THE GIRL ON THE BRIDGE
Prague, early May. The sky weighed gray over fairy-tale rooftops, and all the world was watching. Satellites had even been tasked to surveil the Charles Bridge, in case the… visitors… returned. Strange things had happened in this city before, but not this strange. At least, not since video existed to prove it. Or to milk it.
“Please tell me you have to pee.”
“What? No. No, I do not. Don’t even ask.”
“Oh, come on. I’d do it myself if I could, but I can’t. I’m a girl.”
“I know. Life is so unfair. I’m still not going to pee on Karou’s ex-boyfriend for you.”
“What? I wasn’t even going to ask you to.” In her most reasonable tone, Zuzana explained, “I just want you to pee in a balloon so I can drop it on him.”
“Oh.” Mik pretended to consider this for approximately one and a half seconds. “No.”
Zuzana exhaled heavily through her mouth. “Fine. But you know he deserves it.”
The target was standing ten feet in front of them with a full international news crew, giving an interview. It was not his first interview. It was not even his tenth. Zuzana had lost count. What made this one especially irksome was that he was conducting it on the front steps of Karou’s apartment building, which had already gotten quite enough attention from various police and security agencies without the address being splashed on the news for all and sundry.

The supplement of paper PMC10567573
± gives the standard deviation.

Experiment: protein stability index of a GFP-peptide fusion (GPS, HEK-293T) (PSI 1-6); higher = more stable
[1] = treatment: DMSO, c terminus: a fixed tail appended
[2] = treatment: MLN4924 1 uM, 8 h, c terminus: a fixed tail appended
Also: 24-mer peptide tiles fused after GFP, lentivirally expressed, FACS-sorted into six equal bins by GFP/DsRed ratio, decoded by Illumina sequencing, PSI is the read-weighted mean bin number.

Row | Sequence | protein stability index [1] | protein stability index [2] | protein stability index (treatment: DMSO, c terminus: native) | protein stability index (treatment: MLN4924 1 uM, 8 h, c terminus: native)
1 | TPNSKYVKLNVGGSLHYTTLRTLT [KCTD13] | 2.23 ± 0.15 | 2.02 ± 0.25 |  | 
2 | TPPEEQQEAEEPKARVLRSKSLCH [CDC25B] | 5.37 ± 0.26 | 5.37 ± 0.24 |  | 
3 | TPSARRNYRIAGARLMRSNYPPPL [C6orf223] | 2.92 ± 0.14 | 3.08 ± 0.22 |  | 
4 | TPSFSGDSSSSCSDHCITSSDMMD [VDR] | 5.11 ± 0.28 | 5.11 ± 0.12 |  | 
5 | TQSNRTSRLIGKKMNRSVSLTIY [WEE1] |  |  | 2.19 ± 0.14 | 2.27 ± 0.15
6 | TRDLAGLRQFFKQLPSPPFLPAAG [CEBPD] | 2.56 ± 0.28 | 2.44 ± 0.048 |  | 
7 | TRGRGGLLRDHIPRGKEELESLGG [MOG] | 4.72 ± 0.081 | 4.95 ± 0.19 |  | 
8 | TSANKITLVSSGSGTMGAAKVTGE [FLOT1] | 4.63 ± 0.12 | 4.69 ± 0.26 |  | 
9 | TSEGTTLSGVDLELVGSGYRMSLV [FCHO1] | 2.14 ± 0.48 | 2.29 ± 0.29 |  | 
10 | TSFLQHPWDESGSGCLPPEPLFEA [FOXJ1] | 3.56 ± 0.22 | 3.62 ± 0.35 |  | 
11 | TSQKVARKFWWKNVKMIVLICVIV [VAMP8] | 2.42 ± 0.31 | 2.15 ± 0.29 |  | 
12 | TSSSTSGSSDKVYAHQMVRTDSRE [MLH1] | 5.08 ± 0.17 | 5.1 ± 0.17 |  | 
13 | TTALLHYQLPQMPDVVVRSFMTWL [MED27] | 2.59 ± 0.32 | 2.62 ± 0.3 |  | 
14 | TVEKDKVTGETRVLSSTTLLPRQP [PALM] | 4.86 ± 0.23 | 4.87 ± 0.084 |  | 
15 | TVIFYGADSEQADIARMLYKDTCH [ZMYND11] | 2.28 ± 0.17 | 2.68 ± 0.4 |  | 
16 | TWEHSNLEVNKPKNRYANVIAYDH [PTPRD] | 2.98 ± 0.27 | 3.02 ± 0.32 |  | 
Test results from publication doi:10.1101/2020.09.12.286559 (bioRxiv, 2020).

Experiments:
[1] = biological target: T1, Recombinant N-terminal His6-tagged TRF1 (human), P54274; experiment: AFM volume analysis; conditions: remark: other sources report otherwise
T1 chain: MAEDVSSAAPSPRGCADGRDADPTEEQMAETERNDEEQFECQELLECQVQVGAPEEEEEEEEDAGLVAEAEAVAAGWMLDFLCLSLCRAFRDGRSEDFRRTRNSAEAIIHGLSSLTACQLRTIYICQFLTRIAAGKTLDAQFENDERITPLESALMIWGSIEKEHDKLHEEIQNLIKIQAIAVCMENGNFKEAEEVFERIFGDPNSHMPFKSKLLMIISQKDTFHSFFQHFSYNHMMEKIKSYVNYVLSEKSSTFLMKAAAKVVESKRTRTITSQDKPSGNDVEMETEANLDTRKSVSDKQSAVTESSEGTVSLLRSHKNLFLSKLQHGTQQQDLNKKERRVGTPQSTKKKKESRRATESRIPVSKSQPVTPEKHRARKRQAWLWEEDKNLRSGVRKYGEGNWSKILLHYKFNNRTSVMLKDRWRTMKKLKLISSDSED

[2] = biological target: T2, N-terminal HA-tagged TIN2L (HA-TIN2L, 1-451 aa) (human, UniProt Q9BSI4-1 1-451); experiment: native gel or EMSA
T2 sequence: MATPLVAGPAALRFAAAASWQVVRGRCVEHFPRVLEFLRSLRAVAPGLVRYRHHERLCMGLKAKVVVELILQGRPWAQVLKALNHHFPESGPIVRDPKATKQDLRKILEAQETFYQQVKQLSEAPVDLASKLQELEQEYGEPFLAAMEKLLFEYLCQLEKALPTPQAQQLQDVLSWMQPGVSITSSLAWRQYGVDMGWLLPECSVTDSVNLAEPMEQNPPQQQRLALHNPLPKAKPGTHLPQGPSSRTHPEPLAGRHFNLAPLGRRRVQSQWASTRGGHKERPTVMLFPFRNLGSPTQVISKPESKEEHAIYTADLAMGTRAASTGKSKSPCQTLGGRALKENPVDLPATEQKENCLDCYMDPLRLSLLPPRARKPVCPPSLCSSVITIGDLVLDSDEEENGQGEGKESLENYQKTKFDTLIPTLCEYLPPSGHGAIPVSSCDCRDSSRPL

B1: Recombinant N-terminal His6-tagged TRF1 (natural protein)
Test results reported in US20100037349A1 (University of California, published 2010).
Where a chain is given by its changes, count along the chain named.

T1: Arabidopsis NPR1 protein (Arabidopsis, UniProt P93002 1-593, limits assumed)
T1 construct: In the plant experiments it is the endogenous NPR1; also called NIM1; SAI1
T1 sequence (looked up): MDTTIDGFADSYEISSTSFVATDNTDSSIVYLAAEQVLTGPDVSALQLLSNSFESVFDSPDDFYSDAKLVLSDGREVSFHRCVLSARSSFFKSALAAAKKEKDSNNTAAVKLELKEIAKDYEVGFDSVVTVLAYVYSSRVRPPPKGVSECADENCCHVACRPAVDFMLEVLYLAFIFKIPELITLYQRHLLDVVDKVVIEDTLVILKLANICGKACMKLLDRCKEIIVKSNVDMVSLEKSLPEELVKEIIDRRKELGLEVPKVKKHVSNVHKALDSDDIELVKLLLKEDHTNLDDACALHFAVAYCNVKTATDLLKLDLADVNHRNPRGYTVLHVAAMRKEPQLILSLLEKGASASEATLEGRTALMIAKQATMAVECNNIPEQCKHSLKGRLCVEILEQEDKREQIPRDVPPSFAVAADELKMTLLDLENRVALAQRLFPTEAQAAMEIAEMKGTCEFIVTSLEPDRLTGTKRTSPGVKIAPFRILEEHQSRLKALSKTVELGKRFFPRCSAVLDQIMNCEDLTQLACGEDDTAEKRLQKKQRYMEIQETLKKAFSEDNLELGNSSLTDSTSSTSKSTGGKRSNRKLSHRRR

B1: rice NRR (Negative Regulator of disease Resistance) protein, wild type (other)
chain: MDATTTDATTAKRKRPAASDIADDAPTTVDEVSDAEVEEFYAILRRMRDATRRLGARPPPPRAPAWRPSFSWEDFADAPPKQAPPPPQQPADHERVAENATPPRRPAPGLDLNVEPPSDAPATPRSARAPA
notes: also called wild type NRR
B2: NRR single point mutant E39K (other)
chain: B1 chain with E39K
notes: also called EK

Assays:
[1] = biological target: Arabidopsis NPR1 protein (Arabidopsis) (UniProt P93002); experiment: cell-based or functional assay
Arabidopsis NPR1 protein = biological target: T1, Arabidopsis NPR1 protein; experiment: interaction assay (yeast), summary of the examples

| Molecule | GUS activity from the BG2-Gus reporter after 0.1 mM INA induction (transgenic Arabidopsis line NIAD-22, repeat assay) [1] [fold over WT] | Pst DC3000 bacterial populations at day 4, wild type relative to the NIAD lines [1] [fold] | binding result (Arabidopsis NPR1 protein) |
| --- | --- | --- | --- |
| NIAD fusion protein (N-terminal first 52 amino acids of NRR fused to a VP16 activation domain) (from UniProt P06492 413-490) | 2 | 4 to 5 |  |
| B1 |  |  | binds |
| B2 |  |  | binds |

Kaz was busily making a name for himself as the ex-boyfriend of “the Girl on the Bridge,” as Karou was being called in the wake of the extraordinary melee that had fixed the eyes of the world on Prague.
“Angels,” breathed the reporter, who was young and pretty in the usual catalog-model-meets-assassin way of TV reporters. “Did you have any idea?”
Kaz laughed. Predicting it, Zuzana fake-laughed right along with him. “What, you mean that there really are angels, or that my girlfriend is on their bad side?”
“Ex-girlfriend,” hissed Zuzana.
“Both, I guess,” laughed the reporter.
“No, neither,” admitted Kaz. “But there were always mysteries with Karou.”